"We ask our users to report any violations of the rules of Rate Me and we immediately respond to each of these reports.

"Also, Google Play store restricts access to the application if the user does not meet age requirements."

In relation to some of the explicit images on the app, they said: "All photos pass several checks: one of them is a manual check."

In response to the recent court case involving the Snog app, the company said: "Security and safeguarding for our users is our main priority. User moderation and cleansing of Snog are performed daily to ensure that the community is free from users that may be attempting to break Snog terms and their countries' laws.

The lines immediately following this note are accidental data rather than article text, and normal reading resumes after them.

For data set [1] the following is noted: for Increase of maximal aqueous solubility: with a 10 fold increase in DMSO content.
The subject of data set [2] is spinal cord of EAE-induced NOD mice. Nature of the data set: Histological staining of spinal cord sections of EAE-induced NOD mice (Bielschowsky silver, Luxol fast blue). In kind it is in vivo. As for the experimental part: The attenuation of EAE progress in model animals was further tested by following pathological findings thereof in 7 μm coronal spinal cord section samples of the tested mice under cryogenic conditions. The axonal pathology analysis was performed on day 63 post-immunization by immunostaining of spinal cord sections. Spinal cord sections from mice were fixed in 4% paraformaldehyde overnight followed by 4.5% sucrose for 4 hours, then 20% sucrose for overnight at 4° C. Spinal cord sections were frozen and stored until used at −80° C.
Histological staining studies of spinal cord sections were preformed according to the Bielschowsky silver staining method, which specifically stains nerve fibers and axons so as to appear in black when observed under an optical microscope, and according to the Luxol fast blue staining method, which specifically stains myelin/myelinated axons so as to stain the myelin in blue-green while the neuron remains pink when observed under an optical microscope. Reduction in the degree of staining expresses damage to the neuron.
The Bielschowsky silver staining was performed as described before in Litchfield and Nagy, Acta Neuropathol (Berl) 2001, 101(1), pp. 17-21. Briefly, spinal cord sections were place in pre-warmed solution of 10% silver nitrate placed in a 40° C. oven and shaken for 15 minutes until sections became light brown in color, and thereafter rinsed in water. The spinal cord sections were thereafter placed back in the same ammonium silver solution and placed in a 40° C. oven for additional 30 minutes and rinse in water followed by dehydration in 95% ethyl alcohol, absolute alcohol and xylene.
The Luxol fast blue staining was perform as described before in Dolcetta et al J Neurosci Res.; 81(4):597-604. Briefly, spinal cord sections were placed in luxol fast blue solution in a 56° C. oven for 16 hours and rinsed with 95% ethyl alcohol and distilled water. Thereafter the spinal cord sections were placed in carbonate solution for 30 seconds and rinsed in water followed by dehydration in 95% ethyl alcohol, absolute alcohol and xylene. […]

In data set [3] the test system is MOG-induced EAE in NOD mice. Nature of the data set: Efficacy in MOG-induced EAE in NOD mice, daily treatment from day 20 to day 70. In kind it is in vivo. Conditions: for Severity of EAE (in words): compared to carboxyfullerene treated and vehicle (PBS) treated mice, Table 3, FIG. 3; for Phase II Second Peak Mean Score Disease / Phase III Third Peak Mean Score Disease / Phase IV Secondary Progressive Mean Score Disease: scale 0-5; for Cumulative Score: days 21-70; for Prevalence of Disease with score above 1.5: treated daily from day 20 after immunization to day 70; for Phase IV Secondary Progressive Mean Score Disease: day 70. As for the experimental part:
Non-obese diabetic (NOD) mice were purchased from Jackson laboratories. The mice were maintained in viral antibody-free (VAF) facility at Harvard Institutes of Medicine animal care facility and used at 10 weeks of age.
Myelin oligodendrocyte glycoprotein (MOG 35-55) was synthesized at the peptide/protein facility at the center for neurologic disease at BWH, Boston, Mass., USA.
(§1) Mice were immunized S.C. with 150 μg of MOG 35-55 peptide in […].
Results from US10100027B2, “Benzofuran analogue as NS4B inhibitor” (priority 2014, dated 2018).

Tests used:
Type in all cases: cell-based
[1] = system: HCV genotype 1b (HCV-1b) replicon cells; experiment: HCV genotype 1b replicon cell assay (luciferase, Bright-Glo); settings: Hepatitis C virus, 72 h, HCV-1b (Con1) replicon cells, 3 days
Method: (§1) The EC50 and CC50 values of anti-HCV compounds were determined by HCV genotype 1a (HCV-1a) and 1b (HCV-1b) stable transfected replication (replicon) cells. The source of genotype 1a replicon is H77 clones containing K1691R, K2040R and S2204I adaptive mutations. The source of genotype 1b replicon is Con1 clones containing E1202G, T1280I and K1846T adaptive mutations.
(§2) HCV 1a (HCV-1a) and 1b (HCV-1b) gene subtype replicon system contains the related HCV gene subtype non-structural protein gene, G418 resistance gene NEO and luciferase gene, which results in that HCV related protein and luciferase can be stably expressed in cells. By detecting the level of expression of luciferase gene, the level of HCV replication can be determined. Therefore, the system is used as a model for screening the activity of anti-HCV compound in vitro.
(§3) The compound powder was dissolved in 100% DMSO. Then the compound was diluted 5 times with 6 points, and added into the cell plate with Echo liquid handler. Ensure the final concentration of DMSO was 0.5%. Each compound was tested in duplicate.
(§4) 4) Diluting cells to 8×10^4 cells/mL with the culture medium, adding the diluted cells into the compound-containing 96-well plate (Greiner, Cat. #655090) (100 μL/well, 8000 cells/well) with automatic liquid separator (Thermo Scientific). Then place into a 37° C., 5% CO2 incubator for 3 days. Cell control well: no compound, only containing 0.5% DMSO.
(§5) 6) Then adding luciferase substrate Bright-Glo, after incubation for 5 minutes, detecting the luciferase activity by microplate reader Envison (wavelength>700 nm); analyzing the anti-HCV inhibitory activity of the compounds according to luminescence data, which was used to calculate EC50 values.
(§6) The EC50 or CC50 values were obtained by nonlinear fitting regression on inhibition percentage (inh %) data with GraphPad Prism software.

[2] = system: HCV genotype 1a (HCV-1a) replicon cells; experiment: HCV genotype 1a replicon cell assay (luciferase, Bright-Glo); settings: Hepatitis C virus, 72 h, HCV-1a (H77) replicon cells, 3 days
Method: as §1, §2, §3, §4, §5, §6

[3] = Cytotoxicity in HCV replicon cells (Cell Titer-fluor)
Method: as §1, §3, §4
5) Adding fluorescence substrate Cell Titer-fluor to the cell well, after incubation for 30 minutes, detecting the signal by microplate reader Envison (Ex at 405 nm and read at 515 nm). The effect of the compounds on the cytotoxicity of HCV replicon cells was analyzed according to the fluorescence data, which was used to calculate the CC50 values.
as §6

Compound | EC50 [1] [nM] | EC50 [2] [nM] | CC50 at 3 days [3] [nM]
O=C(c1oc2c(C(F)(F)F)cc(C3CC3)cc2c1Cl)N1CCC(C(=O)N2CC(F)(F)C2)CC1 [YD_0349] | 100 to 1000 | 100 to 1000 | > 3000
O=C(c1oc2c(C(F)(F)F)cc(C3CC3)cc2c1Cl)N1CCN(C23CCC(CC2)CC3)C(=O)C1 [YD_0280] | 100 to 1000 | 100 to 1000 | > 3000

"Moving forward, Snog will become a 18+ only platform. Snog development are making these changes as soon as possible to coincide with the new Snog site.

"We would like to express our deepest sympathies to the girl and her family during this traumatic experience."

And apps age t"For parents, monitoring their children's online activity has become a near-impossible task Alastair Graham, CEO of AgeChecked

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Screenshots from three of the sites featured in our special investigation

An unpixelated version of this picture of an M.E.N. journalist aged 14 was used in the fake profile of 'Kaycee Hartigan'
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Title Annotation:Features
Publication:Manchester Evening News (Manchester, United Kingdom)
Date:Jul 13, 2019
Words:1306